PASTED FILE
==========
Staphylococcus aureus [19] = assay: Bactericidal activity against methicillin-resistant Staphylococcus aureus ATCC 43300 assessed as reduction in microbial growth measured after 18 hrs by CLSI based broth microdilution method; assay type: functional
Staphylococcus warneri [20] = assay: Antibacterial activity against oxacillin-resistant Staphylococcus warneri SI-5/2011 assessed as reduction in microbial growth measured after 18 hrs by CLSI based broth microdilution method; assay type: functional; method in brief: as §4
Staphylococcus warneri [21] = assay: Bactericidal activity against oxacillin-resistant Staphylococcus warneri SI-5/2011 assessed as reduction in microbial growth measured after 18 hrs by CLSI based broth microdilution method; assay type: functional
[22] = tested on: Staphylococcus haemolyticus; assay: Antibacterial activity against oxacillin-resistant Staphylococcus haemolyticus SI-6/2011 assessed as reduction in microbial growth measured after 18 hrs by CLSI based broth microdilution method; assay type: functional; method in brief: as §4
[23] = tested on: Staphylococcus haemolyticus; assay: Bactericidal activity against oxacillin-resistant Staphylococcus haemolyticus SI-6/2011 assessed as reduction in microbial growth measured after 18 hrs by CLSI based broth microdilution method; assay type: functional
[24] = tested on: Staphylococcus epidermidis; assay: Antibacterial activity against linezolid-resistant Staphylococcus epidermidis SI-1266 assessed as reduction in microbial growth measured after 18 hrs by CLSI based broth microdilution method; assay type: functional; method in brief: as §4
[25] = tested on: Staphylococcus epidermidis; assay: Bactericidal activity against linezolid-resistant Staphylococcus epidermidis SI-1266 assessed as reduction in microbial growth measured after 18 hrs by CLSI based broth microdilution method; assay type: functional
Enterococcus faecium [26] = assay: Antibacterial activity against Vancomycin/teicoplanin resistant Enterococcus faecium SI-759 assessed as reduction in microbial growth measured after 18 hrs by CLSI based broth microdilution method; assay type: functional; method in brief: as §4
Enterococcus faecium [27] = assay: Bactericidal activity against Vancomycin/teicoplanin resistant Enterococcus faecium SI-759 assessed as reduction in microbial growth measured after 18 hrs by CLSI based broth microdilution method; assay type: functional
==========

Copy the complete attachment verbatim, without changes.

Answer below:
Staphylococcus aureus [19] = assay: Bactericidal activity against methicillin-resistant Staphylococcus aureus ATCC 43300 assessed as reduction in microbial growth measured after 18 hrs by CLSI based broth microdilution method; assay type: functional
Staphylococcus warneri [20] = assay: Antibacterial activity against oxacillin-resistant Staphylococcus warneri SI-5/2011 assessed as reduction in microbial growth measured after 18 hrs by CLSI based broth microdilution method; assay type: functional; method in brief: as §4
Staphylococcus warneri [21] = assay: Bactericidal activity against oxacillin-resistant Staphylococcus warneri SI-5/2011 assessed as reduction in microbial growth measured after 18 hrs by CLSI based broth microdilution method; assay type: functional
[22] = tested on: Staphylococcus haemolyticus; assay: Antibacterial activity against oxacillin-resistant Staphylococcus haemolyticus SI-6/2011 assessed as reduction in microbial growth measured after 18 hrs by CLSI based broth microdilution method; assay type: functional; method in brief: as §4
[23] = tested on: Staphylococcus haemolyticus; assay: Bactericidal activity against oxacillin-resistant Staphylococcus haemolyticus SI-6/2011 assessed as reduction in microbial growth measured after 18 hrs by CLSI based broth microdilution method; assay type: functional
[24] = tested on: Staphylococcus epidermidis; assay: Antibacterial activity against linezolid-resistant Staphylococcus epidermidis SI-1266 assessed as reduction in microbial growth measured after 18 hrs by CLSI based broth microdilution method; assay type: functional; method in brief: as §4
[25] = tested on: Staphylococcus epidermidis; assay: Bactericidal activity against linezolid-resistant Staphylococcus epidermidis SI-1266 assessed as reduction in microbial growth measured after 18 hrs by CLSI based broth microdilution method; assay type: functional
Enterococcus faecium [26] = assay: Antibacterial activity against Vancomycin/teicoplanin resistant Enterococcus faecium SI-759 assessed as reduction in microbial growth measured after 18 hrs by CLSI based broth microdilution method; assay type: functional; method in brief: as §4
Enterococcus faecium [27] = assay: Bactericidal activity against Vancomycin/teicoplanin resistant Enterococcus faecium SI-759 assessed as reduction in microbial growth measured after 18 hrs by CLSI based broth microdilution method; assay type: functional